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Photonics Spectra
Since 1967, Photonics Spectra magazine has defined the science and industry of photonics, providing both technical and practical information for every aspect of the global industry and promoting an international dialogue among the engineers, scientists and end users who develop, commercialize and buy photonics products. Stay current with a FREE subscription to the digital or print edition.

EDITORIAL COMMENT
Latest Issue
May 2021

Trust science to ask the right questions

DANIEL MCCARTHY, SENIOR EDITOR [email protected]
DANIEL MCCARTHY, SENIOR EDITORAs has been noted recently on this page, evidence-based thinking and science could stand a little more advocacy these days. Hopefully, for most readers of this publication, the question is not why but how this advocacy should be exercised.

One simple step would be to join Nobel laureates, global educators, scientists, engineers, and many others by adding your name to the Trust Science pledge at www.trust-science.org. Unlike many online petitions that request an email or other personal information, the pledge only requires your name and affiliation.

This alone makes it easy to sign. It only sweetens the deal further that the pledge was launched in conjunction with the International Day of Light, scheduled by UNESCO to be observed on May 16. The day aims to raise global awareness of the importance of the science and technology of light in areas such as communications, sustainable development, climate action, and health care.

If you are a regular reader of this publication, then the International Day of Light was created to highlight the work you and your colleagues do every day. There is no reason why you shouldn’t pledge your trust in the science on which it is based.

In an era of convenient answers and selective facts, science instead insists on using a methodology to determine the right questions. One might argue, for example, that science has failed to achieve a mass-produced autonomous vehicle despite decades of development. But the question that this argument presumes to answer is “How soon?” It’s the wrong question. We might have autonomous vehicles today, if people would be satisfied with them causing roughly 40,000 deaths each year, which is the current estimate assigned to human motorists.

The reason we can trust science is precisely because rather than asking “How soon?” it asks, “How safe?” As Greg Smolka of Insight LiDAR writes here, emerging advancements in lidar technology may soon help to achieve a degree of safety that would make autonomous vehicles a more common conveyance on our streets and highways.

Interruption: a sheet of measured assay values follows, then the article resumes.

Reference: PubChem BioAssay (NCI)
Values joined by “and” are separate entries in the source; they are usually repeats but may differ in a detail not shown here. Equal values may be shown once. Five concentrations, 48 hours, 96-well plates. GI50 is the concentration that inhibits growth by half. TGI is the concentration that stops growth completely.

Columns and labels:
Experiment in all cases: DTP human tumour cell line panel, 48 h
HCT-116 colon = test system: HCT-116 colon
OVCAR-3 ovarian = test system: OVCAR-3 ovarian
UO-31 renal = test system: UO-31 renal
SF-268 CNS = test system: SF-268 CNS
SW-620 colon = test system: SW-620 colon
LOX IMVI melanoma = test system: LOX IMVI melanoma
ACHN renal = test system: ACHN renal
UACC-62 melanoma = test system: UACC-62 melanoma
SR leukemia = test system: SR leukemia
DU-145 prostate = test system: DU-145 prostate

Smolka’s article is only one of several that make our May issue a worthy emblem for the International Day of Light. This month, our editors and contributors take the pulse of ultrafast laser technology, survey a new crop of compact Raman instruments for food inspection, and explore the point at which extreme operating temperatures become a consideration in the design of an optical coating.

But before you dive in, take a moment to visit www.trust-science.org and add your name to show some pride in the Industry of Light. Represent, people.

Mike Wheeler
As editor-in-chief, Michael Wheeler oversees Photonics Media's editorial operations — spanning print, web, and podcasts. He also serves as editor of Vision Spectra, chronicling advancements in the rapidly expanding machine vision/inspection sector.
Dan McCarthy
Senior editor Dan McCarthy manages editorial content and production for Photonics Spectra. An award-winning writer and editor, he has communicated the progress and practical value of advanced technologies for over two decades.
Doug Farmer
Senior Editor Douglas Farmer has been a journalist for nearly 20 years, winning awards for health and education reporting. He has a master's degree in journalism from Ball State University. He is editor of EuroPhotonics and BioPhotonics magazines.
 
Sarah Weiler
As Webinar & Social Media Coordinator, Sarah Weiler organizes and produces all Photonics Media webinars and manages social media content. With a background in writing and editing, she also contributes to the print publications.
Valerie Coffey
Science writer Valerie C. Coffey holds a bachelor’s degree in physics and a master’s in astronomy. She has covered optics, photonics, physics, and astronomy for a variety of industry and academic publications since 2000.
Hank Hogan
Contributing Editor Hank Hogan holds a Bachelor of Science degree in physics from the University of Texas at Austin. He worked in the semiconductor industry and now writes about science and technology.
 
Marie Freebody
Contributing Editor Marie Freebody is a freelance science and technology journalist with a master’s degree in physics and a concentration in nuclear astrophysics from the University of Surrey in England.
Farooq Ahmed
Farooq Ahmed has covered the physical and biological sciences for over a decade. He has a bachelor's degree in biochemistry from Brown University and a Master of Fine Arts degree in writing from Columbia University.
 
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